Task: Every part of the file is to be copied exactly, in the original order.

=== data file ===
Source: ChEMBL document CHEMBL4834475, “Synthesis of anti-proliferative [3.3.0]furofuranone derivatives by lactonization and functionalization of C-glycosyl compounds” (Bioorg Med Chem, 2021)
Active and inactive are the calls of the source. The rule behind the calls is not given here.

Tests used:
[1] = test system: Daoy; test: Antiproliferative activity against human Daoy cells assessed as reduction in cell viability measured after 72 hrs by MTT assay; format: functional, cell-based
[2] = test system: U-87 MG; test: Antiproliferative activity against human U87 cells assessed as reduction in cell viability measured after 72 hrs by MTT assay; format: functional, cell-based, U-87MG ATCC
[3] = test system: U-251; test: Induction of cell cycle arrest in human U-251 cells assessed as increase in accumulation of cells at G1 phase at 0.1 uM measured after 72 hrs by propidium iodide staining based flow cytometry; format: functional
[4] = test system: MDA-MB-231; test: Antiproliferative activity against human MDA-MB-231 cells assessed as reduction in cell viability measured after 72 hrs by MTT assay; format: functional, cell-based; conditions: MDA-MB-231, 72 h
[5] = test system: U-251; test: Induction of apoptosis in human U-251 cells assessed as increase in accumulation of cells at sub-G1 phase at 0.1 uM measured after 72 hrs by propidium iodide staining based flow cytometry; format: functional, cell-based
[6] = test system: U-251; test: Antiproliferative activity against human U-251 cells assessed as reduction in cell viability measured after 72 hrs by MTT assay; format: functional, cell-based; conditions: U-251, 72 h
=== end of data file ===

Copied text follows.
Source: ChEMBL document CHEMBL4834475, “Synthesis of anti-proliferative [3.3.0]furofuranone derivatives by lactonization and functionalization of C-glycosyl compounds” (Bioorg Med Chem, 2021)
Active and inactive are the calls of the source. The rule behind the calls is not given here.

Tests used:
[1] = test system: Daoy; test: Antiproliferative activity against human Daoy cells assessed as reduction in cell viability measured after 72 hrs by MTT assay; format: functional, cell-based
[2] = test system: U-87 MG; test: Antiproliferative activity against human U87 cells assessed as reduction in cell viability measured after 72 hrs by MTT assay; format: functional, cell-based, U-87MG ATCC
[3] = test system: U-251; test: Induction of cell cycle arrest in human U-251 cells assessed as increase in accumulation of cells at G1 phase at 0.1 uM measured after 72 hrs by propidium iodide staining based flow cytometry; format: functional
[4] = test system: MDA-MB-231; test: Antiproliferative activity against human MDA-MB-231 cells assessed as reduction in cell viability measured after 72 hrs by MTT assay; format: functional, cell-based; conditions: MDA-MB-231, 72 h
[5] = test system: U-251; test: Induction of apoptosis in human U-251 cells assessed as increase in accumulation of cells at sub-G1 phase at 0.1 uM measured after 72 hrs by propidium iodide staining based flow cytometry; format: functional, cell-based
[6] = test system: U-251; test: Antiproliferative activity against human U-251 cells assessed as reduction in cell viability measured after 72 hrs by MTT assay; format: functional, cell-based; conditions: U-251, 72 h